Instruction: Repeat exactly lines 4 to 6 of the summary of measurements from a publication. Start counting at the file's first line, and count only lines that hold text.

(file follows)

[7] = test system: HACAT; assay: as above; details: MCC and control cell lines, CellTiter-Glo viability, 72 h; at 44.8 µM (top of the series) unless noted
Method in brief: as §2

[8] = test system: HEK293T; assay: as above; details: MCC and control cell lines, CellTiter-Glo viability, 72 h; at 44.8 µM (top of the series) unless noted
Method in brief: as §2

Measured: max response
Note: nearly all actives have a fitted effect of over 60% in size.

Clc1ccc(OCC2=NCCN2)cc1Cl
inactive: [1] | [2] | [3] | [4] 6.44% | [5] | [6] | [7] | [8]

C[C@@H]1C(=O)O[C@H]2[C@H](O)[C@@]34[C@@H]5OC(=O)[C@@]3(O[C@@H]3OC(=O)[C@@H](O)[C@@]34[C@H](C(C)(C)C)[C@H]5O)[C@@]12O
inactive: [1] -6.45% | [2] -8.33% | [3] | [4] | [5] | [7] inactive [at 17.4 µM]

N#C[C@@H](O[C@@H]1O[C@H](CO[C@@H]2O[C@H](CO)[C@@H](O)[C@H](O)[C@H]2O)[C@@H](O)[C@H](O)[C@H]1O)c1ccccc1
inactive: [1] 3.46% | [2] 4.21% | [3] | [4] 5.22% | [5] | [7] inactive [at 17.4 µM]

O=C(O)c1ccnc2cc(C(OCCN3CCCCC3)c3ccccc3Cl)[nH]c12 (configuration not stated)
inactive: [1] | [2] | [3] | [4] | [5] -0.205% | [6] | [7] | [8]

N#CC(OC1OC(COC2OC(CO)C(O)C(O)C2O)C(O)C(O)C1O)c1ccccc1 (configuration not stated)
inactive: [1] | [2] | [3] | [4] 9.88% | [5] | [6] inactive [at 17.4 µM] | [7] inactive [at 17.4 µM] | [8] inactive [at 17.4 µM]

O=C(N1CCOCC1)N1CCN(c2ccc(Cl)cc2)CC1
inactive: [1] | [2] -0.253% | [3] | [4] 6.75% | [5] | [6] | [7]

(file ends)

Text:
Method in brief: as §2

Measured: max response
Note: nearly all actives have a fitted effect of over 60% in size.